German Research Centre for Food Chemistry | Leibniz Institut

Programmbereich IIBiopolymers

Working Group II. Biopolymers

Head: Prof. Dr. Peter Köhler


This group is working on the characterisation and quantitation of plant biopolymers, in particular those of cereals. The work is focussed on the structural (amino acid sequences, disulphide bonds, other post-translational modifications) and functional (dough properties baking performance, texture) characterisation of the storage proteins of different cereal species. Based on the fact that both the type and the amount of macromolecules may influence the properties of food, an extraction/HPLC method for the quantification of cereal storage proteins has been developed, which is widely used in this group. The techno-functional properties are determined by means of micro-scale methods based on 10 g of flour, which have been developed in our lab and which are highly correlated with the results of standard-scale methods based on 1000 g of flour. This allows correlating compositional data with technologiocal properties and gives insight into mechanisms of action. Another research topic is coeliac disease, which is triggered by the ingestion of storage proteins of wheat, rye, barley, and possibly oats (termed gluten in this context). These storage proteins are incompletely digested in the small intestine and cause damage to the mucosa of coeliacs. The only therapy is a strict life-long omission of gluten. The working group is involved in the elucidation of coeliac toxic amino acid sequences from cereal storage proteins, and also in the development of methods to produce gluten-free food, which is tolerated by patients suffering from coeliac disease.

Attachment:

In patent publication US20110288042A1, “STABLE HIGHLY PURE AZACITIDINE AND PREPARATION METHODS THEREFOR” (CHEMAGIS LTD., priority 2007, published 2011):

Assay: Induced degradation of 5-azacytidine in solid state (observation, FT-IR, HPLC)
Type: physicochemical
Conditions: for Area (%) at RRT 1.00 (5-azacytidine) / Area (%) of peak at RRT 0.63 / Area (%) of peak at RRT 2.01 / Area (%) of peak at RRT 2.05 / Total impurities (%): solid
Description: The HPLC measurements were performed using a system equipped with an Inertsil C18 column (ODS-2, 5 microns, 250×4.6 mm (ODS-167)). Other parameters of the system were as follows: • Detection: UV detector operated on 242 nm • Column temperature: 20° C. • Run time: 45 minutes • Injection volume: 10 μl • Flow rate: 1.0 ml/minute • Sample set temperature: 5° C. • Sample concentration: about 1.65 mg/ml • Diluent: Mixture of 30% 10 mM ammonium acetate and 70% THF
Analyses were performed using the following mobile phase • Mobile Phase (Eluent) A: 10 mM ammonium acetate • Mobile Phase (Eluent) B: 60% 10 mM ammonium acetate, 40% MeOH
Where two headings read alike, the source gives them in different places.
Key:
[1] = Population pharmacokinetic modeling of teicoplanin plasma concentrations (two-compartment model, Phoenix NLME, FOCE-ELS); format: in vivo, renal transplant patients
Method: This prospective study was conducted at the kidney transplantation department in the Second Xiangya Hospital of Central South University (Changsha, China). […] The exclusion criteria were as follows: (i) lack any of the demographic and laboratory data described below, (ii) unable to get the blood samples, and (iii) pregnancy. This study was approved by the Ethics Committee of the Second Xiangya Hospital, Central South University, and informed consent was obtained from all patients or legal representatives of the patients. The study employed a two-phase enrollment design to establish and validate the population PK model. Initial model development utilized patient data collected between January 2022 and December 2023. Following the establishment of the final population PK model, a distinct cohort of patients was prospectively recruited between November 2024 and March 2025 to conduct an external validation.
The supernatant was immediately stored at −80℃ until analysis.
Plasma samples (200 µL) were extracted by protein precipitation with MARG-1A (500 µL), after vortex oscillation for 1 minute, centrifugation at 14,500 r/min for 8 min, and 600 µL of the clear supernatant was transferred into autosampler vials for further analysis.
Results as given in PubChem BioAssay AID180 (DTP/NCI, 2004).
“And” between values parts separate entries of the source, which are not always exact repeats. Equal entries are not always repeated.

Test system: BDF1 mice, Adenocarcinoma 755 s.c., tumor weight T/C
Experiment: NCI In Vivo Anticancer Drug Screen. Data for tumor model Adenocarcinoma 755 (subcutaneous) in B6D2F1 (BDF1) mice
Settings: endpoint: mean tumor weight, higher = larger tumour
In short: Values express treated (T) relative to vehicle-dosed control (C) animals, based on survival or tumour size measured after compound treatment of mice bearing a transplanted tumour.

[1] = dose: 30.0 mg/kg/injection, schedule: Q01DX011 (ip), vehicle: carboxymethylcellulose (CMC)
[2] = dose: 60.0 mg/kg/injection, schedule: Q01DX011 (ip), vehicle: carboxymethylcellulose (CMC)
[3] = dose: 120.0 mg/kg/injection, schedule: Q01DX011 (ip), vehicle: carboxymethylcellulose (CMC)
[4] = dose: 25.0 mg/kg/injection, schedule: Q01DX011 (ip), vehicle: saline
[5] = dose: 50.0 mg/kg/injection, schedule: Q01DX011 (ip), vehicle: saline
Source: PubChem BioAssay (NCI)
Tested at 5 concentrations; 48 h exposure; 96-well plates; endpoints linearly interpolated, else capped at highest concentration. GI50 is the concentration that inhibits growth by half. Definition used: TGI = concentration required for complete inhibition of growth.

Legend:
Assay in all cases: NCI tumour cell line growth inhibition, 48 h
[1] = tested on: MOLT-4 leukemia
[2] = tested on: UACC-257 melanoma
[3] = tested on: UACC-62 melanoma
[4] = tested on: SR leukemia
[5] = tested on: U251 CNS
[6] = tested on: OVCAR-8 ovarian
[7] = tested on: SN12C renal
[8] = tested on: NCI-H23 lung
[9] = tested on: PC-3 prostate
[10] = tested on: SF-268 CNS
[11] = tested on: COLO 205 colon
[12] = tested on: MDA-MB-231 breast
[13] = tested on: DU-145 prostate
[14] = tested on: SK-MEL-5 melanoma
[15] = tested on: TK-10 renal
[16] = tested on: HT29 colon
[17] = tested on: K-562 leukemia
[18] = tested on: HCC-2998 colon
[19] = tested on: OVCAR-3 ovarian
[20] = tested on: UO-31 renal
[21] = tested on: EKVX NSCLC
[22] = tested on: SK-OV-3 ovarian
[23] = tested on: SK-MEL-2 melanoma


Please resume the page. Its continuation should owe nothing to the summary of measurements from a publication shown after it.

Future work will be focused on the correlation between techno-functional effects of additives (e.g. emulsifiers and enzymes) and processing (e.g high pressure, thermal and mechanical treatment) and the texture as well as sensory attributes such as mouthfeel. Basic knowledge has been made recently by the work on texture / taste relationships of sodium chloride in wheat bread. Further work on structure and texture is aimed at establishing two-dimensional separation techniques for intact proteins as well as protein hydrolysates. This will provide a more detailed understanding of cereal proteins and other biopolymers. The studies on health effects of cereal proteins will be put onto a broader basis by studying all major intolerances towards cereals (coeliac disease, wheat allergy, Non-Celiac Gluten Sensitivity) and by close collaborations with hospitals. The analytical studies on the quantitation of gluten in (gluten-free) food will be continued. Since appropriate reference proteins are required for this research, the group will be part of international initiatives (Prolamin Working Group, MONIQA Association) aiming at producing reference proteins for gluten analysis. The molecular description of coeliac disease-inducing epitopes of cereal proteins might allow for specific technological treatments to reduce coeliac disease activity through inactivation. This might open up opportunities for internal collaboration with working group III.